They don't know whether to feel grateful or sad. At best, for John Mitchell and his wife, Geannie, it's a mix.
"It would be fun if I were camping," said Geannie, looking around their 1992 motor home.
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It is parked, not in a campground but in the corner of a parking lot behind an office. This is what happens when a perfect storm of bad circumstance rains down on the best intentions.
"Three nights a week. It would have been fun," said John. It has not worked out that way.
John, Geannie, and Geannie's mother had bought homes in Paradise to beat the high prices of Bay Area real estate.
From #Paradise to an RV, and grateful to have it. John and Geannie Mitchell cashed out of Bay Area real estate and built a dream home in Paradise. Now, it and their mother's home, as well, are gone from the #CampFire. The RV is all they have left. Now what? #abc7now pic.twitter.com/FtKJjFAfIh— Wayne Freedman (@WayneFreedman) November 20, 2018
They were was big enough for friends, family, and retirement.
"It was such a nice house we could get so much more there for a fraction of what we pay here," said John.
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When they bought the RV a month and a half ago, they planned to use the RV to vacation and during the transition Paradise. Then, the fires hit.
"Whoever heard of 10,000 houses being lost?" asked John.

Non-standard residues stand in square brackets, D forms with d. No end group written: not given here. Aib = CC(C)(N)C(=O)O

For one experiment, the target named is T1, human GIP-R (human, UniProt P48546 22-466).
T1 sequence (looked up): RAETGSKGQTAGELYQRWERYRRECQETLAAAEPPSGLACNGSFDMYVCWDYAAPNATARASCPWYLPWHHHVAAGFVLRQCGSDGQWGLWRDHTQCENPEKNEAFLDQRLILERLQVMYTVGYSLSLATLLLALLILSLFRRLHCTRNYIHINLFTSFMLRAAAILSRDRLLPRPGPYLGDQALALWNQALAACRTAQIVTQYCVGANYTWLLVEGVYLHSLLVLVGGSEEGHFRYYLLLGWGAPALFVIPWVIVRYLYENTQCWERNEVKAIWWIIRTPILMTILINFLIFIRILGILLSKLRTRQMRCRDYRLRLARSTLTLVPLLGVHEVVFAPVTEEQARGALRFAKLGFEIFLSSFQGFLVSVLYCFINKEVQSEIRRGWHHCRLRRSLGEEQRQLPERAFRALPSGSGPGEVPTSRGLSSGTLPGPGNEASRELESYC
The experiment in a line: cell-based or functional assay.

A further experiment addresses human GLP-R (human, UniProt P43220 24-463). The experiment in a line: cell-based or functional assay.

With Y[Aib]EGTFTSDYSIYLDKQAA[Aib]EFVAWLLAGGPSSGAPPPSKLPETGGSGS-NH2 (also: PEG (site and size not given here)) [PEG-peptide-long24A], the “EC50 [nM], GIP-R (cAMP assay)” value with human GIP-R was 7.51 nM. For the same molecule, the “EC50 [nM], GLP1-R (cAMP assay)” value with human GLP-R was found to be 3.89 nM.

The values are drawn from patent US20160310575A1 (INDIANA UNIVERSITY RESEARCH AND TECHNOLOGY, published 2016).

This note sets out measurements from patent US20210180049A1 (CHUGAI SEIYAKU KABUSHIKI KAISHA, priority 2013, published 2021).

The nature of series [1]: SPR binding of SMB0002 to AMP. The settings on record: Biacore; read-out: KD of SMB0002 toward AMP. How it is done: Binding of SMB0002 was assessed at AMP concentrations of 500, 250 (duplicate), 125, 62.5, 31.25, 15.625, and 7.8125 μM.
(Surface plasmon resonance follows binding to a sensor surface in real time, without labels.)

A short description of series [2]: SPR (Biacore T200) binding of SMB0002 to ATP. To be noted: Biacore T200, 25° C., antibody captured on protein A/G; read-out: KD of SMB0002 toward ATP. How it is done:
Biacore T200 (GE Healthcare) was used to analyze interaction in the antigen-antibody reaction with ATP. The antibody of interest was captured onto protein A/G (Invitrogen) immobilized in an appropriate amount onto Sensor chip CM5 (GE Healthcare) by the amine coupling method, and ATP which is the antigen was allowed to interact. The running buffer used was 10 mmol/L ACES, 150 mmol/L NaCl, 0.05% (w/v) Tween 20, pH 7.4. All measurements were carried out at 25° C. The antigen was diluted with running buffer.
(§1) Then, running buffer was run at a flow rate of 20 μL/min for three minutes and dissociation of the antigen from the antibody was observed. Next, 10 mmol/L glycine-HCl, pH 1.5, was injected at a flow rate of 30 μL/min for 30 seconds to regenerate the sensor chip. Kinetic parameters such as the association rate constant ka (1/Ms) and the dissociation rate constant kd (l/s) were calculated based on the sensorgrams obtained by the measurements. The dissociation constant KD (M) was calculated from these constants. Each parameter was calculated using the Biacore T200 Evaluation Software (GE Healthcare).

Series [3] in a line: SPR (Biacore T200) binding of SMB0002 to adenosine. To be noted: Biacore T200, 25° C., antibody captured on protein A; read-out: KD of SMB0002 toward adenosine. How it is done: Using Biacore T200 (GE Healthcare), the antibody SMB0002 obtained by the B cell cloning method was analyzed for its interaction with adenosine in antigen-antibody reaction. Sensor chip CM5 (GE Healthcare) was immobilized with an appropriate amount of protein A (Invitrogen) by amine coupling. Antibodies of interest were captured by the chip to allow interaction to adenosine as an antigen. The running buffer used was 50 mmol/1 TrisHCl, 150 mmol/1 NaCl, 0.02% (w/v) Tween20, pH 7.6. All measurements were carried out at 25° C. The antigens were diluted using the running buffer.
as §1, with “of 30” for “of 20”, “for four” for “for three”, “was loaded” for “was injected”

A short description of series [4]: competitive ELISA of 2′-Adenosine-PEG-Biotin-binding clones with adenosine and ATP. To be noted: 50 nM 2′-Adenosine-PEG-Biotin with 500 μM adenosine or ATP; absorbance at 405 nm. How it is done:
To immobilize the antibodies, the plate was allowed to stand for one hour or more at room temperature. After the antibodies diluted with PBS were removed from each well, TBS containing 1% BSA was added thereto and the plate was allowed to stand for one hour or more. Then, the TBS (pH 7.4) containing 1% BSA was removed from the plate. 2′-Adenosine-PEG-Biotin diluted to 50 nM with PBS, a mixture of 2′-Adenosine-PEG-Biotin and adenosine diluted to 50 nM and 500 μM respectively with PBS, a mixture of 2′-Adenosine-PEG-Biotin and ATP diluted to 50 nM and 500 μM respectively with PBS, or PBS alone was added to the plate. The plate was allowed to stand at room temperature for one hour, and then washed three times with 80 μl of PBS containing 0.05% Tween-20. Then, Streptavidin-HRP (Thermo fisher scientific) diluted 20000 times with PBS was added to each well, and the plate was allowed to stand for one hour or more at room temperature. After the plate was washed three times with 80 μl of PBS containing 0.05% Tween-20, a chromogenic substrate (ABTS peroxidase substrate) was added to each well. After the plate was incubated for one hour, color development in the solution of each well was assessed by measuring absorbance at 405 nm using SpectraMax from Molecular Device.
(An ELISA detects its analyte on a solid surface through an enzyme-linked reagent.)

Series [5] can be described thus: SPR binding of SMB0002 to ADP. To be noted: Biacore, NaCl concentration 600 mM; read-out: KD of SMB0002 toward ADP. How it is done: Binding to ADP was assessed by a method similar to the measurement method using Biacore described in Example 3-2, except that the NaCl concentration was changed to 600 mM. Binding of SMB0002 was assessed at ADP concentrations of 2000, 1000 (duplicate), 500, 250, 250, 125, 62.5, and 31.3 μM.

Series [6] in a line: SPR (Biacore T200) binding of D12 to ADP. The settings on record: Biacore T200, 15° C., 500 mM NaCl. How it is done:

Geannie was in tears most of the time we spent together. John props her up. They work in SF Bay Area. From a short-term 'adventure' the RV has become reality. "It would be fun if we were on vacation," Geannie said. This isn't. And they feel blessed to have it. #CampFire #abc7now pic.twitter.com/crZpNViuk7— Wayne Freedman (@WayneFreedman) November 20, 2018
They haven't been up, yet, to survey the damage. When anyone approaches the subject of their house, tears well up in Geannie's eyes.
Never say to her, "It's just stuff."
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"Worst thing you can say," she told us. "That it's just stuff. It was my stuff."
The house held memories, dreams. They still have their wedding pictures and a few others, but, "It is an amazing loss of self who you are and we are. Your memories make you who you were and it is hard to swallow," she said.
Geannie's mother has no insurance and little hope for rebuilding.
John and Geannie do. But until then, they will make new memories in a home, on the road, in a parking lot, in limbo, and lucky, they say, to have that.
"It does beat a tent, absolutely. I am grateful for that," said Geannie.
See more stories, photos and videos on the Camp Fire in Butte County.
And now, after. #abc7now #Paradise #CampFire John and Geannie Stevens have yet to see this damage in person. Area remans closed off. The do have insurance, but its a lot to consider. pic.twitter.com/3pOarhCyp2— Wayne Freedman (@WayneFreedman) November 20, 2018